Updated at 5:20 p.m. – County Executive Ike Leggett on Wednesday announced he has cut his proposed property tax increase nearly in half after the approval of a state bill to allow the county a longer repayment period for income tax obligations it owes thanks to last year’s Wynne Supreme Court case decision.
Leggett said the move was a possibility when he first announced his proposed 8.6 percent property tax increase March 15 for the fiscal year that will begin July 1 and run until June 30, 2017. But at the time, the outcome of the state bill remained unresolved.
Upon getting word that Gov. Larry Hogan won’t veto the law, Leggett announced Wednesday his amended property tax increase will amount to an extra 2.1 cents per $100 of assessed property value, as opposed to the extra 3.94 cents per $100 of assessed property value he originally proposed.
The county said that means the average county homeowner would pay an extra $21.17 a month instead of the originally proposed extra $27 a month.
Last year, the Supreme Court ruled that Maryland was unconstitutionally denying a credit on the county portion of state income tax for those who pay taxes on out-of-state earnings.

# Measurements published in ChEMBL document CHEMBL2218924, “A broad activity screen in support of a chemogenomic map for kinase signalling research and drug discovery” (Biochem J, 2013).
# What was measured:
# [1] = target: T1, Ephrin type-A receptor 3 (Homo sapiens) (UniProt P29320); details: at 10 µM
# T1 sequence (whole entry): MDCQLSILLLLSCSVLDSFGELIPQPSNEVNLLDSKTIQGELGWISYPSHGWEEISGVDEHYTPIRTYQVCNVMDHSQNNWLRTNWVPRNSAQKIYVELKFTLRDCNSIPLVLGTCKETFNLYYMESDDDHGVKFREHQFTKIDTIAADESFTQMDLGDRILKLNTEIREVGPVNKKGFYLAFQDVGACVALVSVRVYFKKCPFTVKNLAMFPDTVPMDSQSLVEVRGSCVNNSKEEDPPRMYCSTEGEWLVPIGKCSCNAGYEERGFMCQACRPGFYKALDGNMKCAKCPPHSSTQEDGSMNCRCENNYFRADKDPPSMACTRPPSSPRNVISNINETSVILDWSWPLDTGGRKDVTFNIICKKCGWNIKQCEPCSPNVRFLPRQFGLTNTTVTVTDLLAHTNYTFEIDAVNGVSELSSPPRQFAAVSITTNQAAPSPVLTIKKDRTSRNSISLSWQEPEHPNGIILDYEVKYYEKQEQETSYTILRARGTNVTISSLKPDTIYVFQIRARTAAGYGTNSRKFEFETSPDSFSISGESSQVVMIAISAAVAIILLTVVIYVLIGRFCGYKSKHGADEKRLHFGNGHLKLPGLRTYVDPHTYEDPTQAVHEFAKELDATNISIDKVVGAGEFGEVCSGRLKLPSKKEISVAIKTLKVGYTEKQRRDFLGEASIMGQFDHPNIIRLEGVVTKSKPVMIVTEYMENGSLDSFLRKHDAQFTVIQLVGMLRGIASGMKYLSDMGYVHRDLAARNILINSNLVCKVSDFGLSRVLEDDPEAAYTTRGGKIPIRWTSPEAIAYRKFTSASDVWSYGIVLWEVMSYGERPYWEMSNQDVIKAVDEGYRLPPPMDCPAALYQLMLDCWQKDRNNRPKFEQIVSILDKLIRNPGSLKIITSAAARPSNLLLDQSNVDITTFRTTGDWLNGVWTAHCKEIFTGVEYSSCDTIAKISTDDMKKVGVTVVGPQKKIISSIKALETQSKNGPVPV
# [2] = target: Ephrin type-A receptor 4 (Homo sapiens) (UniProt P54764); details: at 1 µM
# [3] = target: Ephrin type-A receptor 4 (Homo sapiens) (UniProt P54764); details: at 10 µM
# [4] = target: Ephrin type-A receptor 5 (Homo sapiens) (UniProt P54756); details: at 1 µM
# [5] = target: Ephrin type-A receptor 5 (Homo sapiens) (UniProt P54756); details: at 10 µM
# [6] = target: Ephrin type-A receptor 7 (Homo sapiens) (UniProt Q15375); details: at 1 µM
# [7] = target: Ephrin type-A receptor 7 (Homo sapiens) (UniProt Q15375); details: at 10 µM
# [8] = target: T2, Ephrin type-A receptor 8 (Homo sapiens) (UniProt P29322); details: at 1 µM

Leggett estimated in March the county would be on the hook for $50 million in income tax revenue next fiscal year without the bill, but said Wednesday the bill will reduce that obligation to $17 million.
“My initial proposed operating budget includes $50 million to cover Wynne case costs,” he said Wednesday in a prepared statement. “I promised our state delegation that if they passed legislation that would extend the back payments to the state I would reduce my property tax increase request. They have delivered, I have amended my proposed budget to reflect the savings from that legislation, and I recommend to the council that reduction. The timing of credits to the affected taxpayers will not be delayed.”
The bill, sponsored by District 18 Sen. Rich Madaleno and District 17 Sen. Cheryl Kagan, allows Montgomery County to repay its Wynne case obligations over a longer period of time than initially set by the state. Leggett told County Council members he expects the bill to be signed into law Thursday.